The Big Short director and co-writer Adam McKay made an appearance at the Pelham Picture House on Wednesday for a sold out screening of the film and a Q&A, during which he encouraged the audience to stay informed on political and economic events, “even if it’s a bummer.”
“Truth is like poetry,” begins a maxim superimposed over a bright scene in The Big Short. “And most people [expletive] hate poetry.”
Set in 2007, The Big Short dramatizes the lives of several key players involved in predicting the housing and credit bubble that resulted in the global financial crisis of 2007-08. Ben Rickert (Brad Pitt), Dr. Michael Burry (Christian Bale), Mark Baum (Steve Carrell), and Jared Vennett (Ryan Gosling) are played as rugged and uncertain, McKay looking to portray Wall Street as flawed in comparison to the exuberant and impressive depictions we typically see from Hollywood.
The film wants the audience to be enraged, as bankers continue to act fraudulently, and crookedly, even as the consequences of their actions become more and more apparent. Our emotions evolve alongside the protagonists’: from Baum’s obsession with a failing system to his disgust with the audacity and carelessness of mortgage loaners, and from Charlie Geller’s (John Magaro) desire to best the investors that he initially dreamt to be a part of, to his fear of the ripple affect careless actions will wreak on the average American life. Yet, nestled between scenes of tension exist laughable dialogue and realistic moral dilemmas.
“We never viewed it as any one genre,” said McKay. “We viewed it as ‘God Bless real life.’ Real life doesn’t fall into any genre, it shifts constantly.”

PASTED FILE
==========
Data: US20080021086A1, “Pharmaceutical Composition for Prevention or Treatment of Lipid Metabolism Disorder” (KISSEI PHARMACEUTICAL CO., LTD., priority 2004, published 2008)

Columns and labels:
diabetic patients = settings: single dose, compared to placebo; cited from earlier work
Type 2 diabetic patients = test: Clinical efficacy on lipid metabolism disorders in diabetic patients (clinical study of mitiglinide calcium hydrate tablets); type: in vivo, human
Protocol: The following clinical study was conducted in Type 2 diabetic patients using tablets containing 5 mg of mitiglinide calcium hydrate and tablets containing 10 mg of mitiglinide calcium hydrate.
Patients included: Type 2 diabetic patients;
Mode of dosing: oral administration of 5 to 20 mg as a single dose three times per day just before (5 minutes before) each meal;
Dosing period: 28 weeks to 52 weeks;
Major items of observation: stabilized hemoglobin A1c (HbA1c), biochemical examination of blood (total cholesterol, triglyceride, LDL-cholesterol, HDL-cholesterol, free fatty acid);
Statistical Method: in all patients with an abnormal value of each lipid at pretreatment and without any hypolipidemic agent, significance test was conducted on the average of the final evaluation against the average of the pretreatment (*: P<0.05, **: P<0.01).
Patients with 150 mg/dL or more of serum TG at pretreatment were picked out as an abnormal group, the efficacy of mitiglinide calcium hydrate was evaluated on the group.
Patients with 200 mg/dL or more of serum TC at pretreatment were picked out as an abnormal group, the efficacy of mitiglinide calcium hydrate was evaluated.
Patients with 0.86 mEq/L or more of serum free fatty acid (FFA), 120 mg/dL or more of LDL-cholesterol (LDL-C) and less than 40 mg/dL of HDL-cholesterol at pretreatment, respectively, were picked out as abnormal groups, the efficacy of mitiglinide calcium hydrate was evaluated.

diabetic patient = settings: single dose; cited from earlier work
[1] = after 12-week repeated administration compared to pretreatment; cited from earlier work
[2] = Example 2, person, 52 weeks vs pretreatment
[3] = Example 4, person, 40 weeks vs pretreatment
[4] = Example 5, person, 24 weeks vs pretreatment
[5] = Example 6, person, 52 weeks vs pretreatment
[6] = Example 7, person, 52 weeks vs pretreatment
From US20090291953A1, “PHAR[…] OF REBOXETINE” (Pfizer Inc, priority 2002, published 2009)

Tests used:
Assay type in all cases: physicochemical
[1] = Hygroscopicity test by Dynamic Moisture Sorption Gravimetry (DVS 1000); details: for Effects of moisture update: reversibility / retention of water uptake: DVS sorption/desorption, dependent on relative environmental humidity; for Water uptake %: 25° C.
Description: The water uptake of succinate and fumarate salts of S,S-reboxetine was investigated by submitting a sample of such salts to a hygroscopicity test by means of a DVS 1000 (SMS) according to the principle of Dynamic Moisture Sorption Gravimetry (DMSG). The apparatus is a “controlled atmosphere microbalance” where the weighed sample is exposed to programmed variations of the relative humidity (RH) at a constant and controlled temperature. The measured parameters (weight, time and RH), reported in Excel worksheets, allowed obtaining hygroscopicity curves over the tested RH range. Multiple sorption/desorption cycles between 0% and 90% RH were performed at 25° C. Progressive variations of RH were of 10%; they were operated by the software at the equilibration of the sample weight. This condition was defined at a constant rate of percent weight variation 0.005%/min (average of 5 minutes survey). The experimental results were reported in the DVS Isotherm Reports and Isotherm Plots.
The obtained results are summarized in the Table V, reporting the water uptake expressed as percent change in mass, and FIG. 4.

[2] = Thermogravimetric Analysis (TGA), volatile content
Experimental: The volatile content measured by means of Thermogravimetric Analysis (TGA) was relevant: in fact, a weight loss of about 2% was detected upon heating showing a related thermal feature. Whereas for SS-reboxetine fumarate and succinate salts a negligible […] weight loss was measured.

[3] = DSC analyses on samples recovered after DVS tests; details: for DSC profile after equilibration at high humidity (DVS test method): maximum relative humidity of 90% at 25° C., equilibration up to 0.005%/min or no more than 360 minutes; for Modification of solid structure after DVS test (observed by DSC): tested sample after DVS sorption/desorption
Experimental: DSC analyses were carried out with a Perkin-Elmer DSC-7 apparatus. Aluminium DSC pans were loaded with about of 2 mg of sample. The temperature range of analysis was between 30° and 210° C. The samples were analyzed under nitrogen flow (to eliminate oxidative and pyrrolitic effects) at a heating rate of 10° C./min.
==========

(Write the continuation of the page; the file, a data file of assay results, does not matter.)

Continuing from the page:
The instructions from Marshall Fine, The Picture House’s Critic-in-Residence, prior to the screening to “pay close attention,” echoed the scrutiny needed for Burry to initially detect, and the rest to then capitalize on, the blatant fraud that led to what McKay called a “national delusion.”
“It was the most obvious bubble you’ve ever seen,” said McKay in regards to the research conducted in preparation for the film. “It’s interesting how an entire culture and society can fool itself. How did we miss this?”
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The Q&A stayed lighthearted and humorous, as McKay detailed his two-year position as “Coordinator of Falconry” on the Saturday Night Live set, and Bale’s crusade to learn speed metal drums with a heavily injured leg. However, the discussion circled back to one of the film’s main topics: that not understanding the scope of certain political and financial actions landed us in this crisis in the first place.
“It’s so much fun to know what’s going on and to not be in the dark,” said McKay. “I don’t understand when people say ‘I’m not into politics’ or ‘I’m not into economics.’ Well that sucks, ‘cause it’s way into you.”
Although The Big Short represents a drastic break away from McKay’s customarily comedic directorial projects, like Step Brothers and The Other Guys, the film did not fall short in supplying laughter and madcap situations. Most notable was the use of celebrity cameos, from Margot Robbie in a bubble bath to Selena Gomez playing blackjack, to disclose the more complicated aspects of credit-default swaps and collateralized debt obligations. McKay explained that the status of pop culture icons in our society made them the perfect medium for these discussions.
“The original script had Beyoncé and Jay-Z, which would have been awesome,” said McKay. “And the most definitive ‘no’ of my career.”
When asked about any upcoming projects, McKay mentioned a possible film with Will Ferrell and John C. Reilly, about “two hapless guys who go down to protect the border.”